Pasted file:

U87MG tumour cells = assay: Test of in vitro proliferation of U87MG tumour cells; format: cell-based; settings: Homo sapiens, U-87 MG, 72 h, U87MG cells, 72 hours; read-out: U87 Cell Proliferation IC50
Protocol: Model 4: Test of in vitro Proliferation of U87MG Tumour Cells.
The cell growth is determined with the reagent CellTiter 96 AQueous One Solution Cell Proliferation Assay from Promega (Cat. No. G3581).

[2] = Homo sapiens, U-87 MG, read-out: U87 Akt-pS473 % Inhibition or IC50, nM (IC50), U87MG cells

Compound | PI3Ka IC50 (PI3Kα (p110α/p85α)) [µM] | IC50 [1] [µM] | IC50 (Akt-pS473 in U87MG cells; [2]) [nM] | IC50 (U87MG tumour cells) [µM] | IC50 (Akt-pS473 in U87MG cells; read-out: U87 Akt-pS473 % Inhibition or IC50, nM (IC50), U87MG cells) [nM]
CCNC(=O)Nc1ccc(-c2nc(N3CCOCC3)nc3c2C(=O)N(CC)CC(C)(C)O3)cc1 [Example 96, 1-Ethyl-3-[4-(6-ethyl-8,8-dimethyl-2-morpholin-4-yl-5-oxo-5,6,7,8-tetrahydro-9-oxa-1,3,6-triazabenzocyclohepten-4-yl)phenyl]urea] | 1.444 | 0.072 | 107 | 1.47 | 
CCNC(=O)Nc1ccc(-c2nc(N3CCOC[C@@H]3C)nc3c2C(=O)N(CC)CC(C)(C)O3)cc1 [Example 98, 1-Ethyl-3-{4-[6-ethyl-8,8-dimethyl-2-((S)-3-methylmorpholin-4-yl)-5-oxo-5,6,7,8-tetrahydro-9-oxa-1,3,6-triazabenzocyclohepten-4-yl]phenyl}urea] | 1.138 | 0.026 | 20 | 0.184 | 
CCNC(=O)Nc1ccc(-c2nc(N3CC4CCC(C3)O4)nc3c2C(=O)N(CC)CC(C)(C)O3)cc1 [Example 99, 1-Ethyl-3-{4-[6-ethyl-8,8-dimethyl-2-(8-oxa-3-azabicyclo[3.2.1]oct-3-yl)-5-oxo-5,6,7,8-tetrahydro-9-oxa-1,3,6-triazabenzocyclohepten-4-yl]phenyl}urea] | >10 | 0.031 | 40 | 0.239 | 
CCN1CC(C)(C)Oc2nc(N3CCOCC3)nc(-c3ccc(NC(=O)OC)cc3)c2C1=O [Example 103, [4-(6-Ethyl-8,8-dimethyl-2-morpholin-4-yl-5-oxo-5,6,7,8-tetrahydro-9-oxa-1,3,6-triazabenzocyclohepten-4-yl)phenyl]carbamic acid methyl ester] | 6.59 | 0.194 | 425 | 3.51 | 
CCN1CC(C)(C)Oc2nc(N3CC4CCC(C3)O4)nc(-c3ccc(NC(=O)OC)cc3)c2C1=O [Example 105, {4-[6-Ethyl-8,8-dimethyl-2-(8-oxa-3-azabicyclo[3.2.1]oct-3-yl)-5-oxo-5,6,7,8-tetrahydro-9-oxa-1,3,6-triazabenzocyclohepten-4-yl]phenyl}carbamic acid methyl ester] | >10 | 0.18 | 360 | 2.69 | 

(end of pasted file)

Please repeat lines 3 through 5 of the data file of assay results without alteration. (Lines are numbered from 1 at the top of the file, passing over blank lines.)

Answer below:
The cell growth is determined with the reagent CellTiter 96 AQueous One Solution Cell Proliferation Assay from Promega (Cat. No. G3581).

[2] = Homo sapiens, U-87 MG, read-out: U87 Akt-pS473 % Inhibition or IC50, nM (IC50), U87MG cells

Compound | PI3Ka IC50 (PI3Kα (p110α/p85α)) [µM] | IC50 [1] [µM] | IC50 (Akt-pS473 in U87MG cells; [2]) [nM] | IC50 (U87MG tumour cells) [µM] | IC50 (Akt-pS473 in U87MG cells; read-out: U87 Akt-pS473 % Inhibition or IC50, nM (IC50), U87MG cells) [nM]